During our conversation, he was preparing to fly from New York City to Kuala Lumpur, Malaysia the next morning to speak at the Ibogaine For Addiction Conference. He believes that the healing potential extends beyond even the ongoing success in therapeutic and addiction treatment. Recent reports and research indicate potential for ibogaine use in the ?treatment of Parkinson’s? disease, and Beal has been focused recently on promoting further research and ?awareness?. Parkinson’s disease is the second most common age-related neurodegenerative disorder globally after Alzheimer’s disease. An estimated seven to ten million people worldwide have Parkinson’s disease, and almost one million people will be living with Parkinson’s in the US by 2020, according to the ?Parkinson’s Foundation?. While there is skepticism in both the mainstream and â€˜alternative’ medical community, Beal remains confident; “It’s not a theory, it’s a result, I’ve spoken a patient who has reversed their Parkinson’s strictly with microdoses of ibogaine. There are also many patients who have achieved [positive] results with a regiment of large doses followed by a microdose regiment.”
Claims of a potential miracle natural remedy for elements of addiction and Parkinson’s disease are sure to raise as much suspicion as hope, and there are those in the medical community who are as dismissive of the neurological and medical potential of ibogaine as many were (?and still are?) of cannabis. Don’t forget that the mainstream acceptance and propagation of â€˜facts’ and data by the medical and pharmaceutical establishment has been a leading factor in the criminalization of cannabis and suppression of its medical benefits. The often misguided gatekeeping of the so called healthcare establishment is also a significant contributor to decades of public ignorance of important data about the potential of LSD, psilocybin and other psychedelics, and contributes to the epidemic of opiate related addiction and deaths. People who have done things like ayahuasca, DMT, and mushrooms (like those found here – https://cbdandshrooms.com) have reported having life-changing experiences that have impacted the way they view and live in the world – the fact that people try to act as gatekeepers and prevent others from having autonomy over what they put in their own bodies will likely be looked back on as something truly regrettable in the future.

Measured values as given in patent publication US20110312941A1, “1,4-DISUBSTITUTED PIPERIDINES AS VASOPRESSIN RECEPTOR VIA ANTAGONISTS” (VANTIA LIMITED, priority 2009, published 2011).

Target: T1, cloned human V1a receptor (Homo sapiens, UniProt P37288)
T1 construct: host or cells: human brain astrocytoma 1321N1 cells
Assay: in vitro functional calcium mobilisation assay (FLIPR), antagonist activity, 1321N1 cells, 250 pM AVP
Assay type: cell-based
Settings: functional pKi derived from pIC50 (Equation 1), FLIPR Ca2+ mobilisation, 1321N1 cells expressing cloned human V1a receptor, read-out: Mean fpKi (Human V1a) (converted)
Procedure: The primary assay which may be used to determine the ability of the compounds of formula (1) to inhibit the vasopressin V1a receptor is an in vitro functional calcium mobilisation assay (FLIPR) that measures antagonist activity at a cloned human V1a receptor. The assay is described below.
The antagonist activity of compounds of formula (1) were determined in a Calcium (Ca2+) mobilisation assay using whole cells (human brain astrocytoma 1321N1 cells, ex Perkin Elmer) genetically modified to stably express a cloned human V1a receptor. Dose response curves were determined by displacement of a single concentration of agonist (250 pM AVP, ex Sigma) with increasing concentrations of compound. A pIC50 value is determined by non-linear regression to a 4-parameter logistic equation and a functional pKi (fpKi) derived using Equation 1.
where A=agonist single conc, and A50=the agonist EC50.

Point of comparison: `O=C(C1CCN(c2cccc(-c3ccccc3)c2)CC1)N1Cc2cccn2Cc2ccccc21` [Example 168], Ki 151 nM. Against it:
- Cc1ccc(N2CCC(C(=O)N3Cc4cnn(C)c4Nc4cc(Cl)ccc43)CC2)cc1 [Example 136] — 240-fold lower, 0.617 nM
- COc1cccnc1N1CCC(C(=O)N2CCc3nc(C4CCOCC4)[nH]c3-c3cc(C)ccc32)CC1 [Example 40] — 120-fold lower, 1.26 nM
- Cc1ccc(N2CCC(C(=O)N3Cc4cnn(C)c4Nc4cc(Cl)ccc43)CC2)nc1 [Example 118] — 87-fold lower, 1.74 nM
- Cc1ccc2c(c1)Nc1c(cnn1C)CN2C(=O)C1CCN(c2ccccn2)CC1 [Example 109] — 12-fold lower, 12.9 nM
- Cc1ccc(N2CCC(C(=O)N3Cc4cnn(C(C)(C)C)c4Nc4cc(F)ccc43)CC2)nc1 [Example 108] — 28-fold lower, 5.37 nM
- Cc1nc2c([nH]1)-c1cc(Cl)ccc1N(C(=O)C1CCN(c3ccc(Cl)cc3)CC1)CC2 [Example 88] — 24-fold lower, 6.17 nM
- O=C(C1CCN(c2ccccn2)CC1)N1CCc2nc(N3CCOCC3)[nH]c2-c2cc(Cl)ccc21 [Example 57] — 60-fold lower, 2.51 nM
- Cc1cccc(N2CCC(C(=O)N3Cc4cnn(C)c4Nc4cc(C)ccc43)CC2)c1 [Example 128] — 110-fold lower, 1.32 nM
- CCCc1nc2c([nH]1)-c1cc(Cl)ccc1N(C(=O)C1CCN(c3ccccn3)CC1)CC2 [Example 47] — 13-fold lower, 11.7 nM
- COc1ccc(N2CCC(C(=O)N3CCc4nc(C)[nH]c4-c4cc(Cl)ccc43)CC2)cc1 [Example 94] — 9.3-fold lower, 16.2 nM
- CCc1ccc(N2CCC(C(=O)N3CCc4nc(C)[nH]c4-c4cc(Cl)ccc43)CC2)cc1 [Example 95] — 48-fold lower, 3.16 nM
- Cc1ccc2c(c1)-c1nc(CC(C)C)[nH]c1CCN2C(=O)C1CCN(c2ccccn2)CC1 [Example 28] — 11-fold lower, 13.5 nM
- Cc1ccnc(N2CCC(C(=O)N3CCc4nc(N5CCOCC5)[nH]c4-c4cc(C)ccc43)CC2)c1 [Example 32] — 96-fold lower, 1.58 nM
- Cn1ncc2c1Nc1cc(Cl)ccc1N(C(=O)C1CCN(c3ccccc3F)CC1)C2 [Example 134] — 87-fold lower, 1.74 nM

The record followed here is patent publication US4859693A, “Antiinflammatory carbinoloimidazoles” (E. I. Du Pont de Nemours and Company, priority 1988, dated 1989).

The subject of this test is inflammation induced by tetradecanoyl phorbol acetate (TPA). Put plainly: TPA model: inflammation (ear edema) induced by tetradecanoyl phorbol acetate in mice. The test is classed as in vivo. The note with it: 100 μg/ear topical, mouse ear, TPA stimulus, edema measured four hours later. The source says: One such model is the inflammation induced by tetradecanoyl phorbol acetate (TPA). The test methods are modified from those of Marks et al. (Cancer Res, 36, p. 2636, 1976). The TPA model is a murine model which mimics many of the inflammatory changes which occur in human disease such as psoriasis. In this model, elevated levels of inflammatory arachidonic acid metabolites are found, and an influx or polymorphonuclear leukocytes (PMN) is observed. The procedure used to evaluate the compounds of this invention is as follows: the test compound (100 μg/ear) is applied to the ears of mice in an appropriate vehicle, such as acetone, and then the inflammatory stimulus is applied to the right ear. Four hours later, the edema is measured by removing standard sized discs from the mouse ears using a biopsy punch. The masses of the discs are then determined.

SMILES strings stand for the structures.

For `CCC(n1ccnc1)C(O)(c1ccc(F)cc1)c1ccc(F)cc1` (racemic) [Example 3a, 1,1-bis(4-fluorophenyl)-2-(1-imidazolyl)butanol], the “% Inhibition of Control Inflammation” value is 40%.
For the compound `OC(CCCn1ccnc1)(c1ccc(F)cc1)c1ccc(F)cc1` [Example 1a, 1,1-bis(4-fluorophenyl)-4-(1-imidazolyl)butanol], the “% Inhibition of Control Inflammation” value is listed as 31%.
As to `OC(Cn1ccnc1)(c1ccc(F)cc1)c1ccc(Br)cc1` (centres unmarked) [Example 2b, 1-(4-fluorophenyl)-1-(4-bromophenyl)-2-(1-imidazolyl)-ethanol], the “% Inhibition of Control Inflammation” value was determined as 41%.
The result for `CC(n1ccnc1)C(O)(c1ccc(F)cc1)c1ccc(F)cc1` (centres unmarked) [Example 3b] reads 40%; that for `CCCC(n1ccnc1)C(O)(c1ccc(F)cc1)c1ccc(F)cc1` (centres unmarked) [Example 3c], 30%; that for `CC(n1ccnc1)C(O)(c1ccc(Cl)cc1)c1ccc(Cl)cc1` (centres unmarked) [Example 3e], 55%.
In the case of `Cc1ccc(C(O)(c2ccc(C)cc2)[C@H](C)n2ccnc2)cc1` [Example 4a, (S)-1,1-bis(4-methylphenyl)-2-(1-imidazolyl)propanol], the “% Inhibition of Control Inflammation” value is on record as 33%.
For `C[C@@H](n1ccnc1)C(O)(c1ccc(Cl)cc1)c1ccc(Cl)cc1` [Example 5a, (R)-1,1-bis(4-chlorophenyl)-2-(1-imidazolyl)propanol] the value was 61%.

For those interested in an ibogaine experience, it’s important to remember to always do your own research, and apply the principles of â€˜?set and setting?’. It’s also important to note that this is probably not the party drug to bring along to your next festival or recreational camping trip. Beal points out that “Ibogaine is not from the [chemical] sequence of psychedelics related to psilocybin and LSD, it’s more related to harmaline, one of the two main active ingredients in ayahuasca.” What that translates to for the user is an experience that most describe as self reflective and therapeutic, as opposed to the more joyful fun associated with other psychedelics. Ibogaine trips can last well over a day, and involve challenging moments physically and mentally. Awareness and education along with proper guidance and supervision are well advised with this powerful and mysterious medicine.
Written By Aaron Genuth, Contributor